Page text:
Sunday, November 24, 2013

Isa's Been Busy

Is there anyone who reads this blog who doesn't know Isa Chandra Moskowitz, author of a slew of vegan cookbooks and owner of the Post Punk Kitchen web site and blog?

Her latest book, Isa Does It, was recently released. I haven't bought it yet and may not get it at all, even though I own all her other books except Vegan Pie in the Sky. I skipped that one because I could never make a decent pie crust when eating SAD, and with all added fats now out of the picture, I doubt I could make a decent fat-free vegan crust, too. Besides, with the triglycerides as high as they are, I don't dare eat anything sugary, even if they are fruity! I didn't buy the new one and may not buy anyone else's cookbooks in the future because I'm really trying to simplify our meals. But more of that in a future post.

Back to Isa.

I just discovered that she did a series of videos and a free Kindle ebook titled  Breville presents Make It Vegan: Recipes from the Yiddish-speaking, Nebraska-living, post-punk vegan, Isa Chandra Moskowitz.

Yes, FREE!!

All 10 recipes and videos are included in the ebook, so it does take a while to download and install to your Kindle, so have patience.

If you don't have a Kindle and don't want to bother putting the Kindle app on your computer, pad or phone, you can still see all the videos here on YouTube.

As with all of Isa's other recipes and books, not everything will be McDougall-safe as-is and may require some tweaking to make them compliant. But I sure do love looking at these foods and dreaming of the day I might be able to indulge in them all once again.


Saturday, November 23, 2013

Almost forgot - Forks Over Knives Site Holiday Recipes

The Forks Over Knives blog also has a slew of holiday recipes that are WFPB and low in fat, most from Chef Del Sroufe. They're all taken from the Forks Over Knives cookbook and include everything you need to cook, from salads to dessert.

Winter is Coming - That Means the Holidays Are Also Coming!

It's the holiday season again. In our family, it started back in October with my birthday and extends to January First. In-between are birthdays for the rest of our family, as well as Thanksgiving, Christmas and New Year's Eve.

All the vegan stars are sharing their holiday recipes again. Mary McDougall and her posting from 2005; Susan Voisin is working on some new recipes on Fat Free Vegan, Chef AJ reminded us of her Chef and the Dietician holiday video from last year:

and the Engine 2 people did a post on the Daily Beet blog about getting along with people who don't approve of your food choices.

And now Dr. Fuhrman is in on the act. Instead of the holiday challenge he had the past few years on his web site, this year he has a contest that anyone who uses Facebook can enter. Paying members of his site are understandably annoyed, especially those without a Facebook account or they do but don't wish to share their Friends list. Not only do you have to "Like" Dr. Fuhrman's Facebook site but to enter the contest you ALSO have to enroll in it at the official entry form on the Facebook site, the far right link at the top of the page. You can enter with a name and email address or via Facebook, and again there you'll be told you're giving Dr. Fuhrman access to your Friends list. People from his office say that further down the line on the entry form links you'll be asked which of your Friends you want to share and you have the option to choose none of them, but others are saying that option never appears. You can still see all the information Dr. Fuhrman posts on Facebook without being a Facebook member or entering the contest, you just can't win any prize if not registered.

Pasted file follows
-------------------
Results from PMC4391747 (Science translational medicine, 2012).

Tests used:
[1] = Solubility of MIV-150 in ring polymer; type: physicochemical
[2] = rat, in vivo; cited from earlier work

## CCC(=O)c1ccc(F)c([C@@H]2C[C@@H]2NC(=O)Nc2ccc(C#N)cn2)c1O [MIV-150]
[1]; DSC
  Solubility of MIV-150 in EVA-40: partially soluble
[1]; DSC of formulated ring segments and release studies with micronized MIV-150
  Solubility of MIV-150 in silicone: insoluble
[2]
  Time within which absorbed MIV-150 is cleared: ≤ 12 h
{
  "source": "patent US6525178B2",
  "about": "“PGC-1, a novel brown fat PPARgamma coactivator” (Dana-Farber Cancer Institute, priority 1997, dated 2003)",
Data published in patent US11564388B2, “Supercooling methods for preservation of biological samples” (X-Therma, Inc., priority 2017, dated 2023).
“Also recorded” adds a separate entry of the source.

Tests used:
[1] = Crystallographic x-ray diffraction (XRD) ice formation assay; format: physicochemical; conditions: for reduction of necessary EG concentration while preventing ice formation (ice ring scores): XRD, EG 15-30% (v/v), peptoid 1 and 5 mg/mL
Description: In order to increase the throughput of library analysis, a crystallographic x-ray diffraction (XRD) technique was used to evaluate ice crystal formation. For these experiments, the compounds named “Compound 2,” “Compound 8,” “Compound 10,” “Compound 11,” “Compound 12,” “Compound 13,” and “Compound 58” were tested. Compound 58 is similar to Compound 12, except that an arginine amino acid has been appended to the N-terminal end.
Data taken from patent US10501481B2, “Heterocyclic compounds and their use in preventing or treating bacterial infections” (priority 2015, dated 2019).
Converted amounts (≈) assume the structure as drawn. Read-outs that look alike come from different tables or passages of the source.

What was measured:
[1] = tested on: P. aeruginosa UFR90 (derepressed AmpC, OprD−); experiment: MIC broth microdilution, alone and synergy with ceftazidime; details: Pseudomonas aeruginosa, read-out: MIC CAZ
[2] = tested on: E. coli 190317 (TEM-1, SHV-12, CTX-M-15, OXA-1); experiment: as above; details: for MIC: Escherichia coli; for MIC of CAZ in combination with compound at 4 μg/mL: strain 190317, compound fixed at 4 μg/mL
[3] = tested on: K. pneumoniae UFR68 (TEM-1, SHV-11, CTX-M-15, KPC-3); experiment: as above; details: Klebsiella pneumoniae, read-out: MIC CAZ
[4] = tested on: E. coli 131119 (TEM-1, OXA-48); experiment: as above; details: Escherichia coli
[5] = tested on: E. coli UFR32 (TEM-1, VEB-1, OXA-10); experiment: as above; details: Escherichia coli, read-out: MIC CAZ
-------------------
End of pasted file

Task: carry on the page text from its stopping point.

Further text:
As for holiday recipes, Dr. Fuhrman shared his Thanksgiving Non-Meat Loaf from his Eat to Live Cookbook with a YouTube video:

Well, after a testimonial from a woman named Susan.

The recipe itself, shared on-line a few years ago:

Thanksgiving Non-Meat Loaf
Serves: 6
Preparation Time: 20 minutes
2 tablespoons arrowroot powder
4 tablespoons water
2 teaspoons Bragg Liquid Aminos
1 box soft tofu, drained and patted dry with paper towel
3/4 cup chopped walnuts
1 1/4 cups chopped onions
1/2 cup chopped celery
2 cups chopped portobello mushrooms
1 tablespoon water
1 tablespoon Dr. Fuhrman's VegiZest or other n-salt-seasoning blend, adjusted to taste
2 teaspoons Spike (no salt)
1 1/2 teaspoons oregano or Dr. Fuhrman's MatoZest
1 1/2 teaspoons basil
1/2 teaspoon sage
3/4 cup whole grain bread crumbs
1 1/2 cups cooked brown rice

Preheat oven to 350 degrees F.

Mix arrowroot powder, water, aminos, and tofu together in a high-powered blender. Add walnuts & blend until smooth.

Saute onions, celery, and mushrooms in water with seasonings and herbs until vegetables are soft, stirring occasionally.

In a bowl, mix together tofu mixture, vegetables, bread crumbs and cooked rice.

With a paper towel, spread a small amount of olive oil in a loaf pan. Add mixture to pan and bake for 1 hour and 15 minutes. Let cool for 30 minutes. Turn loaf out and slice.

Note: May be served with low sodium ketchup and thinly sliced raw onion.  

I haven't attempted to make this particular one yet. I usually don't have good luck with loaf recipes and they always fall apart, either when I attempt to remove them from the loaf pan or when I cut them. And my husband has a sensitivity to walnuts. With three gout flares in less than 3 months, I'm hesitant to tempt fate and feed him those nuts right now. But the loaf does look good and I may attempt it in the future, but with a different nut.

So, with Hanukkah starting Wednesday as the official holiday season kick off, I wish everyone and their families a happy and healthy time!